The camera is very compact for a system camera. With the included zoom, you get a very useful camera package that works great for almost anything. The handle is integrated into the camera, which has a large, swivel touch screen that is perfect for video recording.
The two unmarked buttons on the back can be programmed, and virtual buttons on the screen give the photographer access to, among other things, the Q menu – quick menu with the most used settings, and the unmarked setting wheel to the left of the viewfinder, can act as a shutter speed wheel on video, or you can choose movie simulation and split screen display, which shows the effect of the simulation you have chosen, black and white, sepia, Astia, Velvia, Provia, Pro-neg and Fujis Classic Chrome, among others.
The program wheel at the top has the most common settings, but also a separate night mode such as booster ISO, sports with follow focus, landscapes with greater depth of field, and several subject programs are available with a press of the menu / ok button at the back.
The built-in flash flips up with the button on the left side of the viewfinder, which is the same as on the X-T100.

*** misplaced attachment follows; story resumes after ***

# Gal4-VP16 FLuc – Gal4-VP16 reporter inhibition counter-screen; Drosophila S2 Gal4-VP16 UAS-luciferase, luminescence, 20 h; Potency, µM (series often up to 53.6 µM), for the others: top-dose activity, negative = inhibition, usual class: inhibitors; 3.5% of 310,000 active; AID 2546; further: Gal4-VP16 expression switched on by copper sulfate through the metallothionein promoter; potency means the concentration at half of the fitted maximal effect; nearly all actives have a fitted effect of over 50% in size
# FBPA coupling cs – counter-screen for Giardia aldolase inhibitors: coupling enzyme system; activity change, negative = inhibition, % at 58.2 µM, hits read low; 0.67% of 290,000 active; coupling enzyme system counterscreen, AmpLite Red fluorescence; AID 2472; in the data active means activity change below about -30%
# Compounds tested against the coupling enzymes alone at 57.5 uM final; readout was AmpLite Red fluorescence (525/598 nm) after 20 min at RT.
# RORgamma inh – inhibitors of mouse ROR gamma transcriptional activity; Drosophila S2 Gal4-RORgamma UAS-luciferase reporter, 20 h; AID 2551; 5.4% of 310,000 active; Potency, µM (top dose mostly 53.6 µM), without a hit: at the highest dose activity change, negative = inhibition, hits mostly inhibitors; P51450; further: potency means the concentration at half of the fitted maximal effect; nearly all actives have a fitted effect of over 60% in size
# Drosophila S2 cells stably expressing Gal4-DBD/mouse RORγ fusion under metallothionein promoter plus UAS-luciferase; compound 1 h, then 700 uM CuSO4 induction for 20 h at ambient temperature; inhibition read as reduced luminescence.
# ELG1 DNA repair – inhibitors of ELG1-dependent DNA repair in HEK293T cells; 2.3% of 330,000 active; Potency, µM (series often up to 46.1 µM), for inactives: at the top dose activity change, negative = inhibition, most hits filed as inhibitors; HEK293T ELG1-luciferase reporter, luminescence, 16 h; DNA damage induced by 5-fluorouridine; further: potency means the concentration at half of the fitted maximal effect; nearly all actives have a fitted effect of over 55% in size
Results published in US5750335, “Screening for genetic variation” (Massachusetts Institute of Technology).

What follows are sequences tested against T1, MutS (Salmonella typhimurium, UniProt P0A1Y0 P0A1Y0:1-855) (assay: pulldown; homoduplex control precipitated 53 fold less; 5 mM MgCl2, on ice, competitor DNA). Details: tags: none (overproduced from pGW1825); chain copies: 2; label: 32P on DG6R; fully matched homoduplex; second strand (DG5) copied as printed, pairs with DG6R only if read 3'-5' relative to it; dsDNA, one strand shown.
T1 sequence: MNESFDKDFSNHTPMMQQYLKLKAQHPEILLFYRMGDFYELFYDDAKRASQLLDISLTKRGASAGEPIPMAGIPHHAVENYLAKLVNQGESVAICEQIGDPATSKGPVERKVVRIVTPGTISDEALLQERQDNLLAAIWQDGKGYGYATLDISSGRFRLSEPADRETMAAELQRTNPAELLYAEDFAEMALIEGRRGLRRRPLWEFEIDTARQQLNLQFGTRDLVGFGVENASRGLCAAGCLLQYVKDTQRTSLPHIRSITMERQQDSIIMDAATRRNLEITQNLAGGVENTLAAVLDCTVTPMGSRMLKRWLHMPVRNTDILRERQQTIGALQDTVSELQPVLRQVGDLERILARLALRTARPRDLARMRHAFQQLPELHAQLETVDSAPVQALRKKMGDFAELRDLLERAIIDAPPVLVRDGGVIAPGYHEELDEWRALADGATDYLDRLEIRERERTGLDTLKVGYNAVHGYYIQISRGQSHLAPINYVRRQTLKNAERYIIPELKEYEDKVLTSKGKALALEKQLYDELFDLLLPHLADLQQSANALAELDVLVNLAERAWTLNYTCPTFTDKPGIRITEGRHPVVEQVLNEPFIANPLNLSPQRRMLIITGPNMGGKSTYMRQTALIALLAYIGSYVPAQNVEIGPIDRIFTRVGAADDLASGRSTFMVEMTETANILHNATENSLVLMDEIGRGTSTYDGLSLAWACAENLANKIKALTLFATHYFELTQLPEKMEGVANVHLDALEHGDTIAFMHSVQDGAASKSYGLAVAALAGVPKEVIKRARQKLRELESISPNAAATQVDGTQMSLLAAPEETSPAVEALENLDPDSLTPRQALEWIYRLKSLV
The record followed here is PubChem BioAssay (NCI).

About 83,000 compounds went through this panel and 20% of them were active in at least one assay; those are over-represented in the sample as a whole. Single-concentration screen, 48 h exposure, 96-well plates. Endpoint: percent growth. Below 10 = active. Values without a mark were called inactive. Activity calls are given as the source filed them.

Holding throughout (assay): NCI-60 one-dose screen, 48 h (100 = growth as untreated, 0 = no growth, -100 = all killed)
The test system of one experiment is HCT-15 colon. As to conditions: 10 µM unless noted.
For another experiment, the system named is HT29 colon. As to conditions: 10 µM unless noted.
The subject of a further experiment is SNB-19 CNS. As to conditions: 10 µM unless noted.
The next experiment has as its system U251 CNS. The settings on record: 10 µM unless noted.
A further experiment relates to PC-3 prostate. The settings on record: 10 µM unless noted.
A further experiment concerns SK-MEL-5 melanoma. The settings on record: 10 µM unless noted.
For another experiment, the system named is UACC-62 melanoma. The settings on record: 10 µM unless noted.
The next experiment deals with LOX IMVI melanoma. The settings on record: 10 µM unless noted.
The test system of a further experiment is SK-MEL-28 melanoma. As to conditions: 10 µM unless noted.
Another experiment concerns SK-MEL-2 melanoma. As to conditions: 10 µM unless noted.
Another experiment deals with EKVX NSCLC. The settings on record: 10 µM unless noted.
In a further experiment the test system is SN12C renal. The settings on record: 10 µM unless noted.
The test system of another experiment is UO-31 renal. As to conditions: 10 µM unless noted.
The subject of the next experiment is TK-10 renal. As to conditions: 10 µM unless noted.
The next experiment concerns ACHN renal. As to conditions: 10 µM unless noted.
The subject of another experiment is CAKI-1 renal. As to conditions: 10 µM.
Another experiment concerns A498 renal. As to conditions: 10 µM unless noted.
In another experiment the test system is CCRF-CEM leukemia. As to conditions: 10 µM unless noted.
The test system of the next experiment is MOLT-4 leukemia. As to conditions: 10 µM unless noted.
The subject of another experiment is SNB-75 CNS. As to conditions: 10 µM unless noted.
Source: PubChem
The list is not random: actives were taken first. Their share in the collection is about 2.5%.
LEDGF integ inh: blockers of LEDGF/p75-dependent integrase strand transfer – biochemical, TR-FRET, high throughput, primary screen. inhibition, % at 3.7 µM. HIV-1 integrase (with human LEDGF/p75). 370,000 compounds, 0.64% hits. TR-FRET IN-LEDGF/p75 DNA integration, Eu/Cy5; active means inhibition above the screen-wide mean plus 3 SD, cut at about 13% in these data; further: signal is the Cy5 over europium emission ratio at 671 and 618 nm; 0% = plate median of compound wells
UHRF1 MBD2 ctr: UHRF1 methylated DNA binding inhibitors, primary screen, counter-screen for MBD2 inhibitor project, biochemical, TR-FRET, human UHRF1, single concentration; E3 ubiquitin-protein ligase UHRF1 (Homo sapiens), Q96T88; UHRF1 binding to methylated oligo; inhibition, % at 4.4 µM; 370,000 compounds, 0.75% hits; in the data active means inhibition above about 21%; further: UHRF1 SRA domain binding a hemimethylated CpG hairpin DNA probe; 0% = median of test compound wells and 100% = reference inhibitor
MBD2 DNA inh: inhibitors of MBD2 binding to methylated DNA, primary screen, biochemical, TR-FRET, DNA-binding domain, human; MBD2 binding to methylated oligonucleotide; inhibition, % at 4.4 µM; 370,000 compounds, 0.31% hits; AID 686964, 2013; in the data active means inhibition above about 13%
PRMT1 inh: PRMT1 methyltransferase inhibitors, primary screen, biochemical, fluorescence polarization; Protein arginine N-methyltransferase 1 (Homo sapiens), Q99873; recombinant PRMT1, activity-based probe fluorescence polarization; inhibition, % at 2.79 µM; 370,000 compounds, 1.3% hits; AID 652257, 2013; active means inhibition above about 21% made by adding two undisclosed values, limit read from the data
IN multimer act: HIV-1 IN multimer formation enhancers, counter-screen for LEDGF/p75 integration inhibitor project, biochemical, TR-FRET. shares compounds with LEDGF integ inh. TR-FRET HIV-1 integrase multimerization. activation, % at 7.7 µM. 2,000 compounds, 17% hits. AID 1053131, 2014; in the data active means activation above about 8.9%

It is a very satisfying camera to use. You can let the camera take care of everything, turn it on to program automation or advanced SR +, and concentrate on choosing sections. Then the camera takes care of everything, exposure, focus, white balance, and adapts to the subject by using subject recognition.
Or you can take the control yourself, and choose the aperture according to how much depth of field we have, shutter speed according to how much or little you want, etc.
Whatever you do, the camera delivers absolutely outstanding image quality. Fuji is good at image processing, and the X-T200 is no exception.
The JPEG files from the camera are some of the best you can find, it has barely visible image noise before passing the 6400 ISO, and the color saturation, color balance and image dynamics are at the very top for a system camera with an image chip in APS-C format.
The detail sharpness is not as high as on a Fuji camera with X-Trans CMOS image sensor, and the included 15-45mm zoom is not as sharp on all apertures as the XF 18-55mm, but for a camera in this class, there are no significant complaints about the image quality.
The Nikon Z50, Canon EOS M50 II and Sony a6400 are in the same class as the X-T200, and while the Z50 is weatherproof and faster, 4K video cuts you way too much. The Canon camera does the same with 4K video, so then we end up with the a6400. Which is even faster than the Fuji camera, but does not have the same satisfactory ease of use, including a hopeless touch screen.
Fujifilm X-T200 is a much better camera than X-T100, unfortunately the battery life is heavily amputated, but if you can live with it, this is a perfect beginner’s camera. With perhaps the best usability in this class, and a picture quality no one will frown upon, this is an affordable system camera that can be used by anyone for almost anything. Sharp, nice pictures, fast shooting pace and very good 4K video, pulls in a clearly positive direction for the small Fuji camera.